So, now that the Board of Adjustment has split on the status of the Kinnick House- which allows construction to go forward, the Manville Heights Neighborhood Association is suing to block the construction which throws the whole thing up in the air once more. The lawsuit doesn't bother me all that much- if rich people want to go to court over this, let 'em. I don't think any of the arguments advanced by the neighborhood association hold that much water anyway- especially the ones about public safety. But what does bother me is the contrast between how this has been handled versus the way the city dealt with the whole Rose Oaks fiasco.
I don't know enough about the City's Housing Authority and what it can and can't do to say for sure, but it seems to be that Rose Oaks should never have been allowed to get into the state it got into. There were (reportedly) problems with cockroaches. The whole place just went downhill- and may be it had been for years, I don't know. And it's not a secret in Iowa City that landlords (or slumlords, depending on how cynical and jaded you might be) can get away with an awful lot of shady shit- that can lead to lawsuits and some relief for tenants.
But I've been of two minds about it ever since redevelopment began. On the one hand, yeah, it was bad and yeah, it was bad enough that gutting the whole place was probably a viable and maybe even necessary step to rescue the complex. But when I see things like this, then I have a problem- because it's clear the idea is to price out the old residents of Rose Oaks (lower class and disproportionately minorities) and upscale the place as fast as they can.
The contrast reeks of class privilege and I'm going to go from annoyed to extremely angry if the Manville Heights temper tantrum actually gets somewhere in court. Rich people have the money to NIMBY anything they want. People who live at places like Rose Oaks never have that problem- they just get shuffled along to the next place down the line and for a town that prides itself on being progressive, tolerant and inclusive it's a jarring contrast.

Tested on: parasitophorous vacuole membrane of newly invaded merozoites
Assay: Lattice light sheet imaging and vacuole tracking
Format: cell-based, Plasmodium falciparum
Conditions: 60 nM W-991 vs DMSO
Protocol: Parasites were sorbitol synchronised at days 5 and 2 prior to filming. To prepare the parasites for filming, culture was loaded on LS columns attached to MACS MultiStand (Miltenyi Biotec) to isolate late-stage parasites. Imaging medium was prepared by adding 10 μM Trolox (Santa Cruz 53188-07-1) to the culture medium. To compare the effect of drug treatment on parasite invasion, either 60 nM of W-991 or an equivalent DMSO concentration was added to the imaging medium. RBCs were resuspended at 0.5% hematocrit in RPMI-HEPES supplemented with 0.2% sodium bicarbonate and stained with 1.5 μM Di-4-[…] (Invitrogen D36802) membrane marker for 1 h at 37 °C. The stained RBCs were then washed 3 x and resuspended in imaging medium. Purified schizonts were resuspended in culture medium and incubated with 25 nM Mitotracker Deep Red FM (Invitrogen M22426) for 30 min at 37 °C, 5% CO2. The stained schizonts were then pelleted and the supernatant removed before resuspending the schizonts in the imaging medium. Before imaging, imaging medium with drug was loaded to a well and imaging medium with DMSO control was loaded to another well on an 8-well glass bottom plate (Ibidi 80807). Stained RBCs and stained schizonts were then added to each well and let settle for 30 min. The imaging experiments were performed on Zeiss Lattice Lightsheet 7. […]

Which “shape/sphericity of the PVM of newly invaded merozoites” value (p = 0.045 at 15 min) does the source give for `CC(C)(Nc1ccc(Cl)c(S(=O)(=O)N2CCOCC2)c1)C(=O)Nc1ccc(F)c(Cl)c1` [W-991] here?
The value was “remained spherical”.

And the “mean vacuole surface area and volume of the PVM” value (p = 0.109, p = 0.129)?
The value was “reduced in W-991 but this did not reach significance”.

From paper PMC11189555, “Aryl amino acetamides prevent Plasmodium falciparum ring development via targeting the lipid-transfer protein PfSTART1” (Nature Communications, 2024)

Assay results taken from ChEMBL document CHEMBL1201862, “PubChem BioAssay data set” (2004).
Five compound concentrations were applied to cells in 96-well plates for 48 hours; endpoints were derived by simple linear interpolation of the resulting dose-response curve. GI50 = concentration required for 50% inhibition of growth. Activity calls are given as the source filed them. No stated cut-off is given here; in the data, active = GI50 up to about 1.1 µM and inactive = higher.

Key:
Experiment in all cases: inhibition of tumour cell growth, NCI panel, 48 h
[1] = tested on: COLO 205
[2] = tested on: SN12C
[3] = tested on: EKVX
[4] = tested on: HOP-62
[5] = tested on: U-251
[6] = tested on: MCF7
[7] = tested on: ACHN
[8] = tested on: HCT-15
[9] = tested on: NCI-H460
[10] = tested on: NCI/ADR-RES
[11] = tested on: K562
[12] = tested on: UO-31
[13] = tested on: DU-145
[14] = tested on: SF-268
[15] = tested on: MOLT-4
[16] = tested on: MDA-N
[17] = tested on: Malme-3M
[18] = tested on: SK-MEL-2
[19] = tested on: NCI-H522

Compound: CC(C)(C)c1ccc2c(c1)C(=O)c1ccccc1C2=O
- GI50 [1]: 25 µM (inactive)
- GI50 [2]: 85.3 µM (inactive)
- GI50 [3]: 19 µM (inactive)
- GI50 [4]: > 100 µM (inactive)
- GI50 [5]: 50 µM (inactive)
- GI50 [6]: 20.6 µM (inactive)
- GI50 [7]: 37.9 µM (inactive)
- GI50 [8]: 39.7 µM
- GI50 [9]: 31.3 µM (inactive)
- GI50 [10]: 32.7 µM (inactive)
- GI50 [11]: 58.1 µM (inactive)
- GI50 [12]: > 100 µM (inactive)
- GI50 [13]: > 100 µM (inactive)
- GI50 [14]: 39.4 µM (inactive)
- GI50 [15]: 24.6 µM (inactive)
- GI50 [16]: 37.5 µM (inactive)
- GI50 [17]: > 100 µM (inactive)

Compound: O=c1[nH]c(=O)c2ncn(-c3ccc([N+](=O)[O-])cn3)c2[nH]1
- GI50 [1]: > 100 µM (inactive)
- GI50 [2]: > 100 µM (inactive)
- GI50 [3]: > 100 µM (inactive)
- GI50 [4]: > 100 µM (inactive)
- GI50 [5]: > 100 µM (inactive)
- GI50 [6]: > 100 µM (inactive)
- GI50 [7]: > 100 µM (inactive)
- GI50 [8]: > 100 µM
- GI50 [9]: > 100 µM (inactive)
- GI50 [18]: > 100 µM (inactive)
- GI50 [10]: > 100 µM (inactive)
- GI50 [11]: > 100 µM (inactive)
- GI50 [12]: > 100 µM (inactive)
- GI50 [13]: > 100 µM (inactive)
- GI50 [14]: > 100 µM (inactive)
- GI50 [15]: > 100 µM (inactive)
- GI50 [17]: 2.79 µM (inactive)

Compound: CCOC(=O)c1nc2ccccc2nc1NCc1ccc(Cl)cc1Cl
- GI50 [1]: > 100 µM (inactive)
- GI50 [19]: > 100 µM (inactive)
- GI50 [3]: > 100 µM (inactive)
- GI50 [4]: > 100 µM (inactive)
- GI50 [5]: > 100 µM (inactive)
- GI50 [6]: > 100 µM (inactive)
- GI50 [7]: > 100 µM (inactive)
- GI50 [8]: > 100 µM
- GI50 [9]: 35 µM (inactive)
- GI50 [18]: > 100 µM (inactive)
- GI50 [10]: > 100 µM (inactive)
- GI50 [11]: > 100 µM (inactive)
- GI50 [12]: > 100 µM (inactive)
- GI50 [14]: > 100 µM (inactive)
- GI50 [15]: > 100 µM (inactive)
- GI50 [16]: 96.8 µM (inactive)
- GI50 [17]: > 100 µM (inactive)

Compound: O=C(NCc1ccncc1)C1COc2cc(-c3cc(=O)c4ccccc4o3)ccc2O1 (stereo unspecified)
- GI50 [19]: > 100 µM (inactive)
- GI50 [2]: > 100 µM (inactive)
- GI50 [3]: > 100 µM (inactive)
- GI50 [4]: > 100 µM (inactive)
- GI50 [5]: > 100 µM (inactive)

It'd be easy to say that it's just the cost of doing business and the forward march of progress, but if you dig into the data a little bit more, it gets even harder to ignore. Zillow pegs the average house price in Iowa as a whole around $125K, but Realtor.com has Iowa City alone with a median listing price at $230K, which is over $100K more than the state average. (I'm taking this data at face value, which might be a mistake- but we'll go with it.) There's a significant disparity here that affects the working class more than it should and it's a blind spot the city needs to do a better job of acknowledging and, more to the point, dealing with. Every one wants to live here- which makes sense. There's a University and a Hospital here. Jobs at both can be lucrative if you can get them. The schools are good. It is a great place to live and to be fair, there are folks dedicated to closing this gap.
But I drive past Rose Oaks every day. It's in my neighborhood and every day when I do, I think that if we're really dedicated to closing the housing gap in Iowa City then they better end up building that damn house- because they idea of the rich neighborhood getting to NIMBY anything they want, while the not-so-rich neighborhood is helpless in the face of the bulldozers doesn't sit right with me. I live here and I hate the contrast. So should everyone else.